Business Advice

7 essential tips to succeed in the Chinese market

- March 29, 2017 4 MIN READ

Have you flirted with the idea of taking your small business to China? With almost 1.5 billion people and an increasing desire for Australian commodities, the reason is obvious. The potential revenues are tempting but given some high profile failures, this market is not for the faint hearted.

To minimise your risk and avoid common pitfalls, here are five tips to help you understand some of the business and cultural differences between Australian and local Chinese businesses.

Establish a reliable and trustworthy reputation 

In China, Australian businesses are known for their friendliness and informality. These qualities are generally attractive to Chinese businesses but it is a longer-term commitment that most Chinese businesses are looking for. Australian organisations are often focused on establishing their business quickly and trying to build profits.

This approach can sometimes be misconstrued as exploitative or opportunistic, thus creating tension with your Chinese business partners. When working with Chinese business executives it is very important to understand they will only do business with you if you have established a reliable and trustworthy relationship.

Relationships first, business later

Many of our Australian clients convey stories of being wined and dined whilst visiting China; being taken to fancy restaurants, having sightseeing tours and getting special VIP service. This confusion is further compounded when these Chinese clients don’t even discuss business. It is important to recognise that the Chinese custom is to establish a personal connection first then negotiate later. So be mindful that in China, relationships are the key to doing business.

Be aware you may need to be more flexible 

Australia is a more structured and regulated business environment. Whereas in China there is generally some ‘greyness’ in understanding and interpretation of the local laws and policies. In the past, Chinese locals have tended to trust their instincts and their relationship networks to protect their interests and minimise the chance of losses. This means that many Australian companies get frustrated when contracts are being negotiated and developed as terms and conditions are often much looser in their definition. Chinese businesses tend to be flexible and adaptive whereas sometimes Australians can be too focused terms and conditions and not understand that a degree of flexibility is often called for.

Find the ‘big cheese’

Within Australian businesses, management structures tend to be clear, the roles and responsibilities defined. Everybody understands the hierarchy and knows the decision-making process, often quite transparently. However, in Chinese businesses the capacity of managers to make decisions is based on more than commercial decisions. If there is a strong view from the big boss, then this will override the line manager’s views. In Australia, it is important to find out who the decision maker is and try to understand as much as you can about them and their needs.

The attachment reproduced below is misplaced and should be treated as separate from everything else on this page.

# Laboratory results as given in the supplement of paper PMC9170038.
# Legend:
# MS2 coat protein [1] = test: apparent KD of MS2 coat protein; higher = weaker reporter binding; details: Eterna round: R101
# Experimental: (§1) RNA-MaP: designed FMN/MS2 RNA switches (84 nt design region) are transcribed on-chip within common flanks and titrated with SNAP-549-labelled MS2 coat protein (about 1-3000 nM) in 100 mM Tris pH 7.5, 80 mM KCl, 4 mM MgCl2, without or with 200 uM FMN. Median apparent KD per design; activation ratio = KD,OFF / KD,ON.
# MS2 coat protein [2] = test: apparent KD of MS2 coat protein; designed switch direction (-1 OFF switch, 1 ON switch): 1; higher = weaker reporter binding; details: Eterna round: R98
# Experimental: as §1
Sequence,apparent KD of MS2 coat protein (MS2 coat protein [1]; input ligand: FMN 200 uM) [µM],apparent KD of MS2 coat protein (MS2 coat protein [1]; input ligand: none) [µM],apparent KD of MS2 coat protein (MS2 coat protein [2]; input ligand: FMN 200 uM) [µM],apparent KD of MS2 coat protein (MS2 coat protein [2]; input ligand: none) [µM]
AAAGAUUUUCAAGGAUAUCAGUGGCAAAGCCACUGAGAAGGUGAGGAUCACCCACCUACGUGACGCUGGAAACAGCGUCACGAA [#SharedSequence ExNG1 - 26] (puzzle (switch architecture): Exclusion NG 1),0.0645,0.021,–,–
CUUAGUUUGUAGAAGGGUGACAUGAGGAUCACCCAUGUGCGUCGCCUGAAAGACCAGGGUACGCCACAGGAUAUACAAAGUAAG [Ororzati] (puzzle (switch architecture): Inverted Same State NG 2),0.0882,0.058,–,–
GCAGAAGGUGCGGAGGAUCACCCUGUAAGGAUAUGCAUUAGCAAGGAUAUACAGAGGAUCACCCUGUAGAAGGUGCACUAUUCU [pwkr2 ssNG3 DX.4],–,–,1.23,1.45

Respect local business etiquette

Australian small businesses need to take the time prior to arriving in China to understand how to greet your Chinese business partners correctly.

Some easy tips to ensure respect of business etiquette include:
1. Never publicly criticise anyone.
2. Business introductions are vital.
3. Chinese business hours vary so avoid scheduling meetings early or late in the day.
4. Ensure you have an ample supply of business cards. Then present your business card by holding it in both hands between your thumb and index finger at the top of the card.
5. Remember that with Chinese names the family name comes first (e.g. Zheng Li Li should be addressed as Ms Zheng).

China is many markets

Many Australian businesses will formulate a Chinese strategy on the basis of this being a single, unified market. This is far from the mark and Australian companies need to understand the impact of regional differences such as economic, social and even language and behaviour. The tier one cities (namely Beijing, Shanghai, Guangzhou, Shenzhen) may not be the right choice and on balance, second tier cities in China maybe the key to your China strategy.

Listen to your customers

It is a common mistake not to do this. Australian brands need to speak to their Chinese consumers. Often successful Australian company may need to modify their brand in terms of messaging, proposition and even corporate visuals. You can speak with your Chinese consumers in China through your distributor or partners. Another way might be to engage with the local Chinese community in Australia where access is easier. They continue to hold representative views that hold true in China. Daigou (Chinese buying agents) are also a great proxy to understand where they see value and positioning as they are actively buying Australian products and reselling back in China.

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